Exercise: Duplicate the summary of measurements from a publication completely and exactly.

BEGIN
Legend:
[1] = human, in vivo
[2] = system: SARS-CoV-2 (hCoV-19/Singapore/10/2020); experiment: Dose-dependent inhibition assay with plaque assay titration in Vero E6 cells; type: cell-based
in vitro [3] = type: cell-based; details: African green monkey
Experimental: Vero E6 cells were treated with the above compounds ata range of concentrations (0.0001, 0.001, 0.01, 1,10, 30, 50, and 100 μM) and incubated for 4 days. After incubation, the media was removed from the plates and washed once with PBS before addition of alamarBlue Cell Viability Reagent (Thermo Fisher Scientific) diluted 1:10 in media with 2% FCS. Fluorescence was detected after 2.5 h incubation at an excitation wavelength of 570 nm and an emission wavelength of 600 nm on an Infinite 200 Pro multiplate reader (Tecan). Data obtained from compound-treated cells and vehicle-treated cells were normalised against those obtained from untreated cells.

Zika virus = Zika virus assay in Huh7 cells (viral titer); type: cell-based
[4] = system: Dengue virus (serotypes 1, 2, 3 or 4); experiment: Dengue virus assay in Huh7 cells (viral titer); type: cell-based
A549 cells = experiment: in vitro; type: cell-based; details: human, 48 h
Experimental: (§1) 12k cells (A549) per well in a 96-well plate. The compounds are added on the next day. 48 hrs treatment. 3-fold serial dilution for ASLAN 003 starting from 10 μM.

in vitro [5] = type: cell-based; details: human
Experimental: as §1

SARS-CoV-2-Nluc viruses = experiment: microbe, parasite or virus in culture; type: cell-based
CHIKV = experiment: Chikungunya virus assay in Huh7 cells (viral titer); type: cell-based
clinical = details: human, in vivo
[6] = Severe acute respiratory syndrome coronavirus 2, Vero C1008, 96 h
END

Legend:
[1] = human, in vivo
[2] = system: SARS-CoV-2 (hCoV-19/Singapore/10/2020); experiment: Dose-dependent inhibition assay with plaque assay titration in Vero E6 cells; type: cell-based
in vitro [3] = type: cell-based; details: African green monkey
Experimental: Vero E6 cells were treated with the above compounds ata range of concentrations (0.0001, 0.001, 0.01, 1,10, 30, 50, and 100 μM) and incubated for 4 days. After incubation, the media was removed from the plates and washed once with PBS before addition of alamarBlue Cell Viability Reagent (Thermo Fisher Scientific) diluted 1:10 in media with 2% FCS. Fluorescence was detected after 2.5 h incubation at an excitation wavelength of 570 nm and an emission wavelength of 600 nm on an Infinite 200 Pro multiplate reader (Tecan). Data obtained from compound-treated cells and vehicle-treated cells were normalised against those obtained from untreated cells.

Zika virus = Zika virus assay in Huh7 cells (viral titer); type: cell-based
[4] = system: Dengue virus (serotypes 1, 2, 3 or 4); experiment: Dengue virus assay in Huh7 cells (viral titer); type: cell-based
A549 cells = experiment: in vitro; type: cell-based; details: human, 48 h
Experimental: (§1) 12k cells (A549) per well in a 96-well plate. The compounds are added on the next day. 48 hrs treatment. 3-fold serial dilution for ASLAN 003 starting from 10 μM.

in vitro [5] = type: cell-based; details: human
Experimental: as §1

SARS-CoV-2-Nluc viruses = experiment: microbe, parasite or virus in culture; type: cell-based
CHIKV = experiment: Chikungunya virus assay in Huh7 cells (viral titer); type: cell-based
clinical = details: human, in vivo
[6] = Severe acute respiratory syndrome coronavirus 2, Vero C1008, 96 h